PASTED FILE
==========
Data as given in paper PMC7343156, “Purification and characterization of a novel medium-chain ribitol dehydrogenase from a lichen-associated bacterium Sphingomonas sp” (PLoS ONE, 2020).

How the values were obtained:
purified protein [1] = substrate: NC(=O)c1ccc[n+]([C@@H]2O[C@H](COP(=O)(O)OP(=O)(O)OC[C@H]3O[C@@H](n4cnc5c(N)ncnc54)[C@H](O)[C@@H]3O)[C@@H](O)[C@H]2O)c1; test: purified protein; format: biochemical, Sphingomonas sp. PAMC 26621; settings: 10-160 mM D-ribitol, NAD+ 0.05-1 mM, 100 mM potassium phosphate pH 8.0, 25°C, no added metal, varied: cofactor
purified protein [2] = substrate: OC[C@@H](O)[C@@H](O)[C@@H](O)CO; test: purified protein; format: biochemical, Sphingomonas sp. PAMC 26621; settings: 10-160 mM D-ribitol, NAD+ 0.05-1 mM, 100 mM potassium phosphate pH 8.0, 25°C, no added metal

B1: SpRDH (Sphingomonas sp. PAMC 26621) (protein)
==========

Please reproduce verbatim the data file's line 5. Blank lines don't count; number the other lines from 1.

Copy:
B1: SpRDH (Sphingomonas sp. PAMC 26621) (protein)